Laboratory evaporators are used to vaporize a liquid sample or the liquid component of a preparation. This is typically in order to remove the liquid from a preparation that is required to be either concentrated or dry for analysis. Evaporation is often used to prepare samples before mass spectrometry, gas chromatography or liquid chromatography. Laboratory evaporators typically use a combination of heat, motion or gas to accelerate evaporation of an organic solvent or water.
Some common types of laboratory evaporator include:
- Vacuum evaporators use a vacuum pump to reduce the pressure on a liquid, causing it to boil without increasing its temperature.
- Rotary evaporators include a motor unit which rotates an evaporation flask, a heated fluid bath which heats the evaporation flask, a vapor duct, a vacuum system, a condenser and a condensate collecting flask. Rotary evaporators are effective for rapidly removing large quantities solvent from samples. The ability to recover the solvent as well as the sample can save money as well as being better for the environment.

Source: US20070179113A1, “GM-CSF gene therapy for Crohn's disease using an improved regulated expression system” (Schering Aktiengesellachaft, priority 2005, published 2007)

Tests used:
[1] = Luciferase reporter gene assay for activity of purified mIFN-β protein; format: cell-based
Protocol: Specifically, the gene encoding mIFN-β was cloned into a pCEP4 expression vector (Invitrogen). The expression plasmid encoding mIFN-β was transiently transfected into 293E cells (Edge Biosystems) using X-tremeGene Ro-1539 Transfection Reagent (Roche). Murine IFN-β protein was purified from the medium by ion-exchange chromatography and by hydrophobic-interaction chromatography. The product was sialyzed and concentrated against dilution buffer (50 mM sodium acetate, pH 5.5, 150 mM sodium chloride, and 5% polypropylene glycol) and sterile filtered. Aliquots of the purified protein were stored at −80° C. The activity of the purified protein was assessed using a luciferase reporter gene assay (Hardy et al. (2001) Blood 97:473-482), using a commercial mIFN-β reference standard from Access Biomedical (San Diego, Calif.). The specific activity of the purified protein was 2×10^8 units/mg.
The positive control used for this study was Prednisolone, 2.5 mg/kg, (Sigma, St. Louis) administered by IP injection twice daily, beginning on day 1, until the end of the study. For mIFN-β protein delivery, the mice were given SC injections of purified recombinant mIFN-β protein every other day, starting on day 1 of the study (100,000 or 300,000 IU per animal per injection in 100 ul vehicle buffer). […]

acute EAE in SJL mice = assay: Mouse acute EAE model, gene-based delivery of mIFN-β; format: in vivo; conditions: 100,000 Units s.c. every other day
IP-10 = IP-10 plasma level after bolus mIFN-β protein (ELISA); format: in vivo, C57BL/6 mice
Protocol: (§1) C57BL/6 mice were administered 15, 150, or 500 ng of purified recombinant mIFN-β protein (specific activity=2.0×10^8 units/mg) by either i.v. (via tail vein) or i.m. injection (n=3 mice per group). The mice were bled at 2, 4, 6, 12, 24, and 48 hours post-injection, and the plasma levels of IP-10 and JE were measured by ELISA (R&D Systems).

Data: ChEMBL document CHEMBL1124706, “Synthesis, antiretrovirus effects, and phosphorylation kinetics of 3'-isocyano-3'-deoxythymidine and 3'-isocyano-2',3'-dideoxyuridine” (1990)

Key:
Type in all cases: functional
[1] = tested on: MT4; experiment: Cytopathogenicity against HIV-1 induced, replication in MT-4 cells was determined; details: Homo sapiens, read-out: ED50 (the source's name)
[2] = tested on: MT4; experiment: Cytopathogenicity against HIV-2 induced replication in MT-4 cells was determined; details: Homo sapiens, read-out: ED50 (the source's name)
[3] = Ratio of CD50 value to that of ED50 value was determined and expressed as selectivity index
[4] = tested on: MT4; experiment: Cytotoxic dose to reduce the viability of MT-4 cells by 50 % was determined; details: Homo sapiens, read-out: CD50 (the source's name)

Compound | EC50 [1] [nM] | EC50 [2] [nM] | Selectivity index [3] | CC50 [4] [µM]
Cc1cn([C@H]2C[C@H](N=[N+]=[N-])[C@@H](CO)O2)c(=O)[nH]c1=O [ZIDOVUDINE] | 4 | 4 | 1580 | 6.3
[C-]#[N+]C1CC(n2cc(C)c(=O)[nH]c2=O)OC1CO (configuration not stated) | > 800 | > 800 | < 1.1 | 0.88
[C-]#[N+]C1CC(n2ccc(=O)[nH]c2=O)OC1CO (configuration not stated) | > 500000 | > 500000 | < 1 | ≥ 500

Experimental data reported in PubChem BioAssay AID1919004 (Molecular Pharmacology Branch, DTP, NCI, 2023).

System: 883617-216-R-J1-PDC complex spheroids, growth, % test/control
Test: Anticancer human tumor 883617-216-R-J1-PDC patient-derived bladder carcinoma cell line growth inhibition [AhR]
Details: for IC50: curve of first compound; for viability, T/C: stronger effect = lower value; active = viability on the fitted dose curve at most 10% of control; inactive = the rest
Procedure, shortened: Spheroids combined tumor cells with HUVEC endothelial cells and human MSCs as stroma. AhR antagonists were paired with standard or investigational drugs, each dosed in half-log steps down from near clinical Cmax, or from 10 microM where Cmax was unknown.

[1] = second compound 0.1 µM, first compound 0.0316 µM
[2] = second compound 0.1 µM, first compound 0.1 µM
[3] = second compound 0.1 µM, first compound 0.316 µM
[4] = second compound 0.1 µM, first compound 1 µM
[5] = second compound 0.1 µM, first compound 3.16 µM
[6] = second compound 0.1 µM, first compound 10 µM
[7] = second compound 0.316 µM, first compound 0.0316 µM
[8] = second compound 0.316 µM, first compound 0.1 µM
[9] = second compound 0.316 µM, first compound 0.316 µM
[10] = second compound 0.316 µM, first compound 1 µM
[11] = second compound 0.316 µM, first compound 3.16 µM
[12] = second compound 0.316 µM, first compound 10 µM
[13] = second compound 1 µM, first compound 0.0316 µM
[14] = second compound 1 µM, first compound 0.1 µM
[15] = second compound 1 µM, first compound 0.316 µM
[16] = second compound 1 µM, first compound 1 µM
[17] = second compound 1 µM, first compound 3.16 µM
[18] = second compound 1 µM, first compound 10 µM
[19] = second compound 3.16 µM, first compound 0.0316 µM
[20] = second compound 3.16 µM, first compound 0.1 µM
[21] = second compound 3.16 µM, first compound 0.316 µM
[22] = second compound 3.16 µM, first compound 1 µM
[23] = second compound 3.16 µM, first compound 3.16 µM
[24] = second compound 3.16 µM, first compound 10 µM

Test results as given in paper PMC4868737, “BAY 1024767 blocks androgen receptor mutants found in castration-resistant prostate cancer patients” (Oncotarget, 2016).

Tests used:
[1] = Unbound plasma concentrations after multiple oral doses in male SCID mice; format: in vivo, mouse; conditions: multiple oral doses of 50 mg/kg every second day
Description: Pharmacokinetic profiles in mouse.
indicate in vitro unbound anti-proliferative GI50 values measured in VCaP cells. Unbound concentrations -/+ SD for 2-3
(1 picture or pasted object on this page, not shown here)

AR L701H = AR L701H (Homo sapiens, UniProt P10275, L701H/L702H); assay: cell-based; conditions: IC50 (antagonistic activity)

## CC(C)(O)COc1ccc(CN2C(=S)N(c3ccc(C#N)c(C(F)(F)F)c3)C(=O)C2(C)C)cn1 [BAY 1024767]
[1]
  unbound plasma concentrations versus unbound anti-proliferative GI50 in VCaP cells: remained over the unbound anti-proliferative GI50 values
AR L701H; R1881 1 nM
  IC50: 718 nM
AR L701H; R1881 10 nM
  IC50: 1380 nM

- Centrifugal evaporators use a spinning centrifuge to create a pressure gradient within the sample so that reduced pressure at the top causes the sample to boil from the top down without increasing its temperature. A vacuum pump further reduces pressure to enable boiling at lower temperatures and forces. Many individual samples can be loaded into a centrifugal evaporator at the same time.
- Blowdown evaporators blow a gas through the sample so that the bubbles produced increase the surface area over which evaporation takes place, accelerating the process. The most common gas used is nitrogen and they are therefore commonly referred to as nitrogen evaporators. They commonly allow multiple test tubes to be simultaneously evaporated with an array of needles directing gas into each tube. Some blowdown evaporators may also heat the samples. An extraction hood may be required to collect the vapor.